British lawyer Guy Spencer Elms freed as Kenyan magistrate dismisses criminal charges against him

Guy Spencer Elms
Guy Spencer Elms

A criminal case involving a property worth over USD 5 million was yesterday resolved by Nairobi City Court Magistrate Joseline Ongayo when she granted Director of Public Prosecution (DPP) permission to withdraw the case filed by a controversial businesswoman Agnes Kagure who had accused lawyer Guy Spencer Elms of forgery.

Magistrate Ongayo’s ruling followed DPP’s two applications to withdrawal the case after a review of the evidence provided was found to be insufficient and also after the office noted it had received new conflicting evidence.

In his submission before court the DPP through Senior Prosecutor Jared Okello noted that according to Article 157(10) and (11) of the Constitution it was well within DPP’s powers to review the provided evidence for this case. He further noted there’s no law that bars the prosecution to review a case at any given period and exercise his powers to terminate a case at any stage before Judgement. Jared also submitted that the DPP in exercise of Article 57(10) of the Constitution, is not subject to control or direction of any authority or person. He further said the DPP only needs permission of the Court under Article 157(6) of the Constitution to facilitate exercise of his powers under Article 157(11) of the Constitution to guard against abuse of legal process, fair administration of justice and public interest.

In her ruling, the magistrate noted that, “My determination to withdraw this case is based on the fact that I find the DPP’s action was influenced by the information in his office by perusal of the file presented in court before making the application. I also do not find it necessary to ask for the piece of new evidence as this is in the backdrop of the fact that the court cannot dictate what evidence the prosecution is to bring at any point before it in the criminal trial process.”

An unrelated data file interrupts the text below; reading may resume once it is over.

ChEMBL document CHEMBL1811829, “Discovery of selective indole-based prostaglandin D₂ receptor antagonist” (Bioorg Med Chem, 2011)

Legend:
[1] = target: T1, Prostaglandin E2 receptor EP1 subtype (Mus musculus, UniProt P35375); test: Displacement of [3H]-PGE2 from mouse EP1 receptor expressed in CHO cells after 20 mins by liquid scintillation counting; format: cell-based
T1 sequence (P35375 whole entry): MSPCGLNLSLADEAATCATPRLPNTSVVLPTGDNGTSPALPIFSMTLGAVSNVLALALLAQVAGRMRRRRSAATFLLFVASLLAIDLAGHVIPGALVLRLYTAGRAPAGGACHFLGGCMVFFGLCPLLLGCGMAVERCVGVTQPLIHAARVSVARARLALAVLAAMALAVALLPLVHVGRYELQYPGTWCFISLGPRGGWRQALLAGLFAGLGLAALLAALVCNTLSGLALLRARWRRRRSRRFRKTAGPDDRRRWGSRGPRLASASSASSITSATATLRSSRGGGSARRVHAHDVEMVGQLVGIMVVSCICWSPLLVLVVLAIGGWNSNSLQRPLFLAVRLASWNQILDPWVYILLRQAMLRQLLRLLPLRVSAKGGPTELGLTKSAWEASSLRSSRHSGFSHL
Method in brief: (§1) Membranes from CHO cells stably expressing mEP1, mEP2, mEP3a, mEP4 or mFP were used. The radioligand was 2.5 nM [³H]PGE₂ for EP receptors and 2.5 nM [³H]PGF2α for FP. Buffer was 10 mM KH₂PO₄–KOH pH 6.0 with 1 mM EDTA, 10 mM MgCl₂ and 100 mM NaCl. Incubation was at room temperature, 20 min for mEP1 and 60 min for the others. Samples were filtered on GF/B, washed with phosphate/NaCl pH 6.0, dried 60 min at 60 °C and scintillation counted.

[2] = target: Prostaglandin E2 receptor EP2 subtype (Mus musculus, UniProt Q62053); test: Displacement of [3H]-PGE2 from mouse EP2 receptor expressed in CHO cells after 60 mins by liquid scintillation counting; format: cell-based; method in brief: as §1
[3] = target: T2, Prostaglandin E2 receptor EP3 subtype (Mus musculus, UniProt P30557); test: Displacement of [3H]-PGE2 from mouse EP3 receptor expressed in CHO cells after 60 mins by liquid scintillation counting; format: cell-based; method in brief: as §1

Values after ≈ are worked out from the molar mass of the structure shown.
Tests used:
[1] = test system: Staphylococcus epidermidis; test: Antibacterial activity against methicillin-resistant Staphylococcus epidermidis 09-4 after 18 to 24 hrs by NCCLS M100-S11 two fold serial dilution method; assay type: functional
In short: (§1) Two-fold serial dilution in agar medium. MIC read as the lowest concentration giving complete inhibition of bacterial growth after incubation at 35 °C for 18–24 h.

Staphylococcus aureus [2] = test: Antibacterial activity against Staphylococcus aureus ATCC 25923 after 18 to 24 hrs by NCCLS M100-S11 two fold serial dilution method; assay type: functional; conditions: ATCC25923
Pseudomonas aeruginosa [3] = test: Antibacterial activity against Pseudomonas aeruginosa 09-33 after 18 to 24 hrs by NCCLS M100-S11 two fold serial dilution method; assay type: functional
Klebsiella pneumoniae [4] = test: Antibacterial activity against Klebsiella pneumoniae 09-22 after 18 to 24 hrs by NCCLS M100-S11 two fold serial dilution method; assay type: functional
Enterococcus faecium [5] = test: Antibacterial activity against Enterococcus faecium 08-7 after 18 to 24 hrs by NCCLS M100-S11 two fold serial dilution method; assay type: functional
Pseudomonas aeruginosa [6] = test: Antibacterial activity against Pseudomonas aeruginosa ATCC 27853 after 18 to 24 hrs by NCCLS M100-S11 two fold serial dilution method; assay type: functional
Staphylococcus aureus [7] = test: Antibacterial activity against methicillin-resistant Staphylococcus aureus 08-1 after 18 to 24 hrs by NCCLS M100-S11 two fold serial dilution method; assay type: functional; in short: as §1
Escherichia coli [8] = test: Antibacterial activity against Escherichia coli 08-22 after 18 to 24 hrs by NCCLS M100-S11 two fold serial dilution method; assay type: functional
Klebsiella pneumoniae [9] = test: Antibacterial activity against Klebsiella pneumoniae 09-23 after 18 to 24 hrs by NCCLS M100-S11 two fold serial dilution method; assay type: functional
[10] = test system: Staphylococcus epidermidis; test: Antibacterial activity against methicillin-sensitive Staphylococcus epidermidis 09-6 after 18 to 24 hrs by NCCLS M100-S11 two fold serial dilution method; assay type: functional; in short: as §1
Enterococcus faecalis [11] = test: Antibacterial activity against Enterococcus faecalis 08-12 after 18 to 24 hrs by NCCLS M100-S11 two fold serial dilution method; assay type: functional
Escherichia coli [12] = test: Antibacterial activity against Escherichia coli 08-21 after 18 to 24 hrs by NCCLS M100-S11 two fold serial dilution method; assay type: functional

Mr Elms, a lawyer with Raffman Dhanji Elms & Virdee Advocates had been charged with five counts of forgery including forging a Will of his client, the late Roger Bryan Robson who died on August 8, 2012 and owned two properties located in Karen and Upper Hill, prime areas in Nairobi, Kenya. 

Both British nationals holding Kenyan citizenship, their relationship began after Mr. Robson’s engaged Mr Elms to draw up his Will in 1997 which would see proceeds from his estates awarded to his English nephew based in the UK and charitable organisations in Kenya involved with environment, wildlife and education. 

Roger Robson
Roger Robson in 1999.

The well connected Agnes Kagure, also a mysterious billionaire however accused Elms of forging documents in his efforts to transfer ownership of the mentioned properties to himself. She further went to court claiming to have bought the Karen property on November 18, 2011.